The Tax Credit Co. hires right Featured

11:51am EDT March 2, 2011
Brandon Edwards, president and CEO, The Tax Credit Co. Brandon Edwards, president and CEO, The Tax Credit Co.

Brandon Edwards is proud to be a geek about a boring industry. In fact, being passionate about tax credits has helped him build a team of likeminded stars.

“We’re tax credit geeks. It’s all we think about,” says the president and CEO of the appropriately named The Tax Credit Co. “One of the reasons we’ve been so successful is that we’ve been able to attract people into the company that think like that.”

Edwards’ previous experience in a recruitment outsourcing business also helped hone his hiring process to bring in the right 47 employees.

“We’re only as good as our people,” he says. “The difference between one really good person and one person that’s not necessarily a fit is tremendous in a company.”

Recruit with purpose. It’s not just about the interviewing. The recruitment process is critical to finding (the right) people.

First of all, when we write an ad for a job, it’s got a lot of personality in it. We are passionate about it, so that almost irreverent, fun-loving personality comes out. Not only is that helpful to attract good people, but it attracts the right people. They’ll say, ‘Wow, I was looking at all these ads, and these people look like my kind of people.’

From the very beginning, we try to find out about the person — who they are, not just what’s on their resume — so we ask for a cover letter. We put specific traits in the ad. For a documentation specialist, we’ll say, ‘Are you the type of person that every single drawer in your house is completely organized? Are you the type of person that gets bent out of shape if something on the wall is tilted?’ We’ll put fun things in there, but we’re looking for certain traits about people that are going to make them good fits for the job. That’s No. 1.

Interview people, not positions. We’re talking about a combination of what they’ve done in the past but also who they are. One of the keys to bringing in great people is to find out what that person is about. Finding out who that person is, I think, is more important than who they worked for and what they did. What’s the track record that they demonstrated that we could apply to what they’d be doing in the position: what they like, what they don’t like, what they get excited about, what drives them, what they get annoyed at, their attitudes on work in general?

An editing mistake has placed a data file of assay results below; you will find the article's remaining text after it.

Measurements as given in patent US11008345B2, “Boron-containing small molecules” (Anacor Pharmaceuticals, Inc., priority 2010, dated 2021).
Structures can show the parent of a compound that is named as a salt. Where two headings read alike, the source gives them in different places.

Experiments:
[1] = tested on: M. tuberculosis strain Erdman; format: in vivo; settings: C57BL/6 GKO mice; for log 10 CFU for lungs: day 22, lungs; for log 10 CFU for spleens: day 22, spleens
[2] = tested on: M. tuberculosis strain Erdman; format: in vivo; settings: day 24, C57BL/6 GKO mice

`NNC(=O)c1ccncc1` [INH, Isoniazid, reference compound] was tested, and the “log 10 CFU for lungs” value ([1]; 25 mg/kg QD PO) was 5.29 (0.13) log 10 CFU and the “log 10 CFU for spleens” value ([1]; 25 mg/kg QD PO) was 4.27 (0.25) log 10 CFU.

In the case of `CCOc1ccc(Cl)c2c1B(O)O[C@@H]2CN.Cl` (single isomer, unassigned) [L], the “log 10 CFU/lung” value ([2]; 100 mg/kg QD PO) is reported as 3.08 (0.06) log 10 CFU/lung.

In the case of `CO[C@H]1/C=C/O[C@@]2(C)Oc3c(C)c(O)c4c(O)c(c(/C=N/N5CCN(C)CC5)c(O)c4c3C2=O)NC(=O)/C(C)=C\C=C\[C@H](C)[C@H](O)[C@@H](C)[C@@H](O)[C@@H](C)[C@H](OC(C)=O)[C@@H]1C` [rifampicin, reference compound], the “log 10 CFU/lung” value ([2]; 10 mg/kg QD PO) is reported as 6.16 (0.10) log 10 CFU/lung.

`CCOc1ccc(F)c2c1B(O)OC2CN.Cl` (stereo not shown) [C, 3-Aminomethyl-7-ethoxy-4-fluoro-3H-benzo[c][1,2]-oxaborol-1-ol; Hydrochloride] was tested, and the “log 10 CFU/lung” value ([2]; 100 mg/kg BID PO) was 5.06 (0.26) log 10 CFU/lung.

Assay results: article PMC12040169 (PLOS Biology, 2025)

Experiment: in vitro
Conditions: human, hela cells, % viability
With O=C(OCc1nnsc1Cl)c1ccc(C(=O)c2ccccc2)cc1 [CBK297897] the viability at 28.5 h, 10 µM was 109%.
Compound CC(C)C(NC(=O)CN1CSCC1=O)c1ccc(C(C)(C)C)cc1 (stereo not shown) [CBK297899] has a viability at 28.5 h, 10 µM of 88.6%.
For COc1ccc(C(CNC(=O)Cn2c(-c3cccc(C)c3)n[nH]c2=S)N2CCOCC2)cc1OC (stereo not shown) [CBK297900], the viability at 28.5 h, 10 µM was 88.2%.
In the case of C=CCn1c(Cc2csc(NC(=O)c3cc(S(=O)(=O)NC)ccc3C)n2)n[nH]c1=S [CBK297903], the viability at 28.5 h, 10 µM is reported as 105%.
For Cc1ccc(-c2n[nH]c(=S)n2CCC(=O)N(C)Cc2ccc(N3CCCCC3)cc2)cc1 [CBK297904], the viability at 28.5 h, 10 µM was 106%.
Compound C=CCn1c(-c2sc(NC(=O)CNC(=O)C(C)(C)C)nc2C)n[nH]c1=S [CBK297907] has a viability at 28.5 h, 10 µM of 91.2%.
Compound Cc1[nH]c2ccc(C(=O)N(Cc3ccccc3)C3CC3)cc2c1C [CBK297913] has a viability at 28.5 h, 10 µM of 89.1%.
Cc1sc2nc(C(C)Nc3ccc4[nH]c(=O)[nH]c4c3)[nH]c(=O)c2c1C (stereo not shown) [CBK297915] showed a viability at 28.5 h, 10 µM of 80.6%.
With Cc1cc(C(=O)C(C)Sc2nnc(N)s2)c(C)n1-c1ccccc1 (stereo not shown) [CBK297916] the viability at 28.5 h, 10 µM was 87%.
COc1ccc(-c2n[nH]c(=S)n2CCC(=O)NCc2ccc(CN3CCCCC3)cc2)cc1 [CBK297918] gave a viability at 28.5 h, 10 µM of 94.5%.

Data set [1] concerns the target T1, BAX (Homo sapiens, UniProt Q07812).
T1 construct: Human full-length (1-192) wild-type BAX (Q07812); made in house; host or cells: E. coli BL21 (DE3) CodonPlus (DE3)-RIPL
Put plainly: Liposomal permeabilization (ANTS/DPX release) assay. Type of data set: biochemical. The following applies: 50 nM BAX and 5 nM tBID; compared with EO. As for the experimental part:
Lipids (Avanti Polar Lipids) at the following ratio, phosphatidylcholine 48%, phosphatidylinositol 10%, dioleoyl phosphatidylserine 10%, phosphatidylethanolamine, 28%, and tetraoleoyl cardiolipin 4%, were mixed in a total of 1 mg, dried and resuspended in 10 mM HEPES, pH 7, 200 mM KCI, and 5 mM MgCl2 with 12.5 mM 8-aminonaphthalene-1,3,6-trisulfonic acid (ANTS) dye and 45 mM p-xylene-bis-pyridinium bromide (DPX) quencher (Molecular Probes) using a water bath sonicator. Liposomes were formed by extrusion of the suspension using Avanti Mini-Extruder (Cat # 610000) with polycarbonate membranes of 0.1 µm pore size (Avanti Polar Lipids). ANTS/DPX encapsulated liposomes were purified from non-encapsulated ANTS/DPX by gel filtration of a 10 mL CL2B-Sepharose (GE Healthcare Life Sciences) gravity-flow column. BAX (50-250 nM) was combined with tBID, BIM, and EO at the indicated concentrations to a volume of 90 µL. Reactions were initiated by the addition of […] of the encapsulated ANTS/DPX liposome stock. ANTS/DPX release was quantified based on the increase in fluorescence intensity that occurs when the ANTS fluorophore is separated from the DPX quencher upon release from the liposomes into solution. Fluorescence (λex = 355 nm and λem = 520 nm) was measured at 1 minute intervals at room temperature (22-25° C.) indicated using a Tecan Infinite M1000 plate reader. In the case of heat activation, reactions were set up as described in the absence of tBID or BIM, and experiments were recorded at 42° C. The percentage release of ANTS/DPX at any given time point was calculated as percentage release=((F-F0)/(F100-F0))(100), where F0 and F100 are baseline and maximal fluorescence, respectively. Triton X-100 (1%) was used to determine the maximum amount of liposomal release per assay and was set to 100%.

The way you ask questions is very important. I’ll ask questions like, ‘What would your supervisor say about you?’ They would (answer) from that perspective, and you find out what would they say the good things are, what would they say the things that you could improve on would be. You’ll see an indication of a potential issue that you can explore from there.

You’re not looking for 100 percent adherence to all the job duties. You want to find out the core points of success or failure in that job. You say, ‘If a person had these traits, these skills, then they would be very successful. If they didn’t have these, then they would have problems.’ You want to specifically go after those in an interview.

We’re always looking for the person, not the position, and we’re always keeping in mind that this person may not stay in that position that long. So while we’re looking at the critical factors for that position, we’re also trying to test: ‘Is this a high-quality person in general? What are the make it or break it characteristics of the people that are successful in your company — the personality, the attitude, the work ethic?’

Remain objective. If you like somebody straight off, try to find something wrong. And if you don’t like somebody straight off, try to find something right. You don’t want your emotions to guide you in that process, because this is a snippet of your potential relationship with the person. Even if you go through extensive interviews, the entire process could represent less than a whole day of interaction with that person.

You need to make sure that you’re as objective as possible and not skimming over areas just because you really like the person. If you just focus on the areas that you like about them and you’re judging them based on that gut feel, then you can potentially miss some big issues.

How to reach: The Tax Credit Co., (800) 481-0669 or